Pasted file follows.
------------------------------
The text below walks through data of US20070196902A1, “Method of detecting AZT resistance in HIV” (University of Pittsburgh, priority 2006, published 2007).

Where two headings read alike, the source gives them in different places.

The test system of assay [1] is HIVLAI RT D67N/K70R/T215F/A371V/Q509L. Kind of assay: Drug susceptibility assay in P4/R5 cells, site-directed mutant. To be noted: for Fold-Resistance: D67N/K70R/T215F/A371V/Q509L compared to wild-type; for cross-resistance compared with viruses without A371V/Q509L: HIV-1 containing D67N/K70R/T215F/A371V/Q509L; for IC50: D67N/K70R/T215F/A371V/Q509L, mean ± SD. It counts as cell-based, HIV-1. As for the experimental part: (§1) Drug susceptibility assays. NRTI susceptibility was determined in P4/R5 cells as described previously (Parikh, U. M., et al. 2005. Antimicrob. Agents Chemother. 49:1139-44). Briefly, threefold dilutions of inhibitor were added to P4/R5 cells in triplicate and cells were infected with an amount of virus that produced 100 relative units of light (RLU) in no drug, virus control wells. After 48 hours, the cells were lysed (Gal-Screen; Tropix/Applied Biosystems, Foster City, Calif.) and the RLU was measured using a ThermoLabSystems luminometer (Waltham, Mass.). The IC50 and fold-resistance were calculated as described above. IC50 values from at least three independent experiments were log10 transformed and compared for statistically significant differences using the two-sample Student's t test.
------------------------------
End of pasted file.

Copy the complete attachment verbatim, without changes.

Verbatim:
The text below walks through data of US20070196902A1, “Method of detecting AZT resistance in HIV” (University of Pittsburgh, priority 2006, published 2007).

Where two headings read alike, the source gives them in different places.

The test system of assay [1] is HIVLAI RT D67N/K70R/T215F/A371V/Q509L. Kind of assay: Drug susceptibility assay in P4/R5 cells, site-directed mutant. To be noted: for Fold-Resistance: D67N/K70R/T215F/A371V/Q509L compared to wild-type; for cross-resistance compared with viruses without A371V/Q509L: HIV-1 containing D67N/K70R/T215F/A371V/Q509L; for IC50: D67N/K70R/T215F/A371V/Q509L, mean ± SD. It counts as cell-based, HIV-1. As for the experimental part: (§1) Drug susceptibility assays. NRTI susceptibility was determined in P4/R5 cells as described previously (Parikh, U. M., et al. 2005. Antimicrob. Agents Chemother. 49:1139-44). Briefly, threefold dilutions of inhibitor were added to P4/R5 cells in triplicate and cells were infected with an amount of virus that produced 100 relative units of light (RLU) in no drug, virus control wells. After 48 hours, the cells were lysed (Gal-Screen; Tropix/Applied Biosystems, Foster City, Calif.) and the RLU was measured using a ThermoLabSystems luminometer (Waltham, Mass.). The IC50 and fold-resistance were calculated as described above. IC50 values from at least three independent experiments were log10 transformed and compared for statistically significant differences using the two-sample Student's t test.